They no longer believe their worth in this world and are very manipulated. Some even stay because the abuser will threaten the survivor to harm or take the children. Some children are threatened to stay quiet or their moms will be harmed and or killed. Some have no access to money and some are forcefully made to take drugs. And some are exposed to live with all of the above, among many, many other reasons. All of which leaves the abuser with the upper hand.
So you can see how easy it would be to feel like you have no choice as a survivor but to stay.
That’s why the Hopefull Handbags Global a 501(c)3 Global Charity organization was started, to give hope to the survivors and raise awareness. Raise awareness that Domestic Violence is NOT OK, it happens in all socioeconomic backgrounds and that the children are detrimentally affected as well. To let the survivors know that there is help and support out there. There is help and support that will help them create a safety plan. A plan to help them get out when they are ready. A plan to get them and their children to safety. Help them know that their life and success in this life is limitless. A reminder that our past does not dictate our future.
I know I speak for my sister too in saying we feel blessed to have been raised by two parents that are always helping others. Two parents that always praised my sister and I for doing good things and helping others was expected. And when we had to learn a lesson they were there and when we began to fall they were there to help us get back on our feet. Our parents were always very open with my sister and I and would tell us when they would see something unhealthy for us in any situation.
I know that this allowed me to blossom with limitless possibilities. Hopefull Handbags is here to spread that very hope.
Hope helps us get over the hump and there have been many times in my life where that very hope changed my life.
At Hopefull Handbags, donate once loved Handbags, fill them with necessities and other things to make women feel amazing. We are here to give the survivors of Domestic Violence and other situations Hope. Hope to let them know that we are rooting for them. We are setting up Programs and soon Shelters
We will get you to the resources and the organizations that are already set up to help you get to safety and begin a life that is limitless.
Hopefull Handbags has also just started a pilot program in St. Augustine, our Corporate Global Headquarter, at the Betty Griffin Shelter for abuse survivors called, The Hopefull Handbags Closet. This is a business center closet that Hopefull Handbags sponsors that houses once loved business attire, shoes and accessories so these amazing ladies will feel hope and confidence as they go out on their job interviews. Along with an amazing handbag of course.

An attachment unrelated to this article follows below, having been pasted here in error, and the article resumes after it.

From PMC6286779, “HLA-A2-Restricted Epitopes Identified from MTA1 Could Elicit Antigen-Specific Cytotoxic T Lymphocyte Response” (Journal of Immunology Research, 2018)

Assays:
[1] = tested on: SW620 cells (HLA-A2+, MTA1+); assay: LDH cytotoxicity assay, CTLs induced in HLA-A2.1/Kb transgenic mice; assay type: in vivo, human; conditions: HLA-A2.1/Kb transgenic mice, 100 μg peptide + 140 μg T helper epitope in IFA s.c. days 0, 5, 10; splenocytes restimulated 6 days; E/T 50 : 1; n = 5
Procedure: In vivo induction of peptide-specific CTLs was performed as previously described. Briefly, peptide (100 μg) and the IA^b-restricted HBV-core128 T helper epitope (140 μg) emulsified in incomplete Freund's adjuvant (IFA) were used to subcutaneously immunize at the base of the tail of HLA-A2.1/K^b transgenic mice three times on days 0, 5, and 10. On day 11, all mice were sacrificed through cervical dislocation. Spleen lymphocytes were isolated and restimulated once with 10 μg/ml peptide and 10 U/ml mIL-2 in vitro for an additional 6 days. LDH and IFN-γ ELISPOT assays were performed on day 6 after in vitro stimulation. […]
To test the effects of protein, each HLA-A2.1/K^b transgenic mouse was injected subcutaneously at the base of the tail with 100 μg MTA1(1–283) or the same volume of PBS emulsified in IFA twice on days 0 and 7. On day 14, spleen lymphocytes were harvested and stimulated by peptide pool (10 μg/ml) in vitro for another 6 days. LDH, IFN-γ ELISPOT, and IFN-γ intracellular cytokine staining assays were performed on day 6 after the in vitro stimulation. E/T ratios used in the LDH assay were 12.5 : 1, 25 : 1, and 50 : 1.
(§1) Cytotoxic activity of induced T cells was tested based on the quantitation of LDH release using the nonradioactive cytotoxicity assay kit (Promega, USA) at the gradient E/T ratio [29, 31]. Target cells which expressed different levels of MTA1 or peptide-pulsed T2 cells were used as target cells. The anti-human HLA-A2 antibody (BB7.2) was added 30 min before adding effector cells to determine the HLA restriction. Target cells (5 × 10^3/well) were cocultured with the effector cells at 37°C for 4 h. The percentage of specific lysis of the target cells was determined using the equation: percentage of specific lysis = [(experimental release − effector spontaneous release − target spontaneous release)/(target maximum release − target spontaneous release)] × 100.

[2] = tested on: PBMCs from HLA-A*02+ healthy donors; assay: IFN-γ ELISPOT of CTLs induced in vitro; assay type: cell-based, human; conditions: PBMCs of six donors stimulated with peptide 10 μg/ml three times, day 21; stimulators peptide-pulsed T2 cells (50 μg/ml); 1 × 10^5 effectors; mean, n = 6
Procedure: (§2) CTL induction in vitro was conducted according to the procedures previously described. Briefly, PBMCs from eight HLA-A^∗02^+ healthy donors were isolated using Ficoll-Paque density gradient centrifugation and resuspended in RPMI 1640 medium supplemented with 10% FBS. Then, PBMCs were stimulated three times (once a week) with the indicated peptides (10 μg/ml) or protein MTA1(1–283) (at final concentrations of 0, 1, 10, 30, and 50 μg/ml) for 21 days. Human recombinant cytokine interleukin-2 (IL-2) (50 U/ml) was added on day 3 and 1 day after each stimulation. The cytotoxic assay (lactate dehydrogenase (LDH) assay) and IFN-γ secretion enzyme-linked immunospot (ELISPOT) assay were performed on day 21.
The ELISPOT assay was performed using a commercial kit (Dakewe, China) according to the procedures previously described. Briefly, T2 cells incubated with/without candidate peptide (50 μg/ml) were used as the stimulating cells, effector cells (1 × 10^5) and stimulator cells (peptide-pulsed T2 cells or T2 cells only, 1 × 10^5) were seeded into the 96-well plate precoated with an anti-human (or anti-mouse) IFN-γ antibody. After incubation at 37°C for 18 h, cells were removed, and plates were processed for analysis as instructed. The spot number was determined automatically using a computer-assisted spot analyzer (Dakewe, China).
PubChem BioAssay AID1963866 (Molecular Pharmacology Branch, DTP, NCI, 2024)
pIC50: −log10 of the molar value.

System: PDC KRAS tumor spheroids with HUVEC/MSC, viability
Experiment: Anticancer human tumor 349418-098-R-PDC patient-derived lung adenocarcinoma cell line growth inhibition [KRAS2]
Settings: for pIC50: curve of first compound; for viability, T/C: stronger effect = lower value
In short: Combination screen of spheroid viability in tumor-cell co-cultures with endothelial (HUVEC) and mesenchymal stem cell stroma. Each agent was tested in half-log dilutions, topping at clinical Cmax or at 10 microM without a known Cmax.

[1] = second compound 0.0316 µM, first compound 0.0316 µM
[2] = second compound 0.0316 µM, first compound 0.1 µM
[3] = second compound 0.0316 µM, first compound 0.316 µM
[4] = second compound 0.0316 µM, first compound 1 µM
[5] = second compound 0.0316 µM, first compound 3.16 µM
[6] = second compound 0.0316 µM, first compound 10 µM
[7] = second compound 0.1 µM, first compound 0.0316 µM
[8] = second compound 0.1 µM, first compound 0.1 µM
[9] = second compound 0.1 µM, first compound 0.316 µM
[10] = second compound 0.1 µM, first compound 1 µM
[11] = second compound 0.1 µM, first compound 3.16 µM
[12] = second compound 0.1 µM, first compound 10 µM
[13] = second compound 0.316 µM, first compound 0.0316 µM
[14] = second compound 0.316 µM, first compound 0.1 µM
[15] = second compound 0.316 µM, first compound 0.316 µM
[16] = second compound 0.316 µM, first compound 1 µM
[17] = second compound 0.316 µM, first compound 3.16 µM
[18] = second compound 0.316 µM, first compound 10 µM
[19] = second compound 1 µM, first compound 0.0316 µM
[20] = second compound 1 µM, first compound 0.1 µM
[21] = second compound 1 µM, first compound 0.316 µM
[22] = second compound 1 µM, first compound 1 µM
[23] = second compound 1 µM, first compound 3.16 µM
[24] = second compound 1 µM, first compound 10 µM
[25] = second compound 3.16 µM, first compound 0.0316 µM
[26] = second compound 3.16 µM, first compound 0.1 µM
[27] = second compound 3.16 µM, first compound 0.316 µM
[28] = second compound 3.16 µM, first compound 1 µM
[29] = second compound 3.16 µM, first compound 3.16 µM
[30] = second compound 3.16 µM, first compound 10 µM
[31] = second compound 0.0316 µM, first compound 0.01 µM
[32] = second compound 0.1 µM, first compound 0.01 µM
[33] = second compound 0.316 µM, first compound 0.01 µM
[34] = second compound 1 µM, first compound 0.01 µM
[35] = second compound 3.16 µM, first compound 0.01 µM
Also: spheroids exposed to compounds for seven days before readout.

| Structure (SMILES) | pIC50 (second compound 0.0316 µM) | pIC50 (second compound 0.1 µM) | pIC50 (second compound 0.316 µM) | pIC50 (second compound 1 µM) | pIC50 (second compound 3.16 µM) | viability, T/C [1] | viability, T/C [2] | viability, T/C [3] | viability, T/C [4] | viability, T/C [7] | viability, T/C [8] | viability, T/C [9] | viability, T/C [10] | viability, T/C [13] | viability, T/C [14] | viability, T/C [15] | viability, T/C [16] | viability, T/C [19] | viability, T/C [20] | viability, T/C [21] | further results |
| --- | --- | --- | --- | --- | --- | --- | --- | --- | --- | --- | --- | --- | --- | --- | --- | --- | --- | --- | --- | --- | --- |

We also have businesses that are partnering with Hopefull Handbags that are ready to give these survivors a job temporarily and if it is a good fit, the potential to stay on and move up. These are amazing organizations that will give them the chances they may have never had the opportunity to have before.
SO, as you can see, it is more than just a Handbag.
There are also men that are survivors of Domestic Violence.
This does happen and there are so many reasons why the men stay in abusive relationships as well. As stated above, threats are a huge part and they feel that leaving is not an option. There is help and support out there for them as well. Just reach out.
Because my parents are also very passionate about bringing awareness to Domestic Violence my mom is on the Board of Directors of Hopefull Handbags and cleans, fills, and delivers handbags weekly.
My dad is on the Board of a local organization MADV (Men Against Domestic Violence).
MADV is focused on discussing strategies and solutions to break the vicious cycle of domestic violence and calls on men to come together to help stop domestic and sexual violence.
We thank all of the people and organizations that support Hopefull Handbags as well as the organizations that are there to support the survivors of Domestic Violence in so many ways.
Together we can do this…
President and Founder of Hopefull Handbags, Inc. Global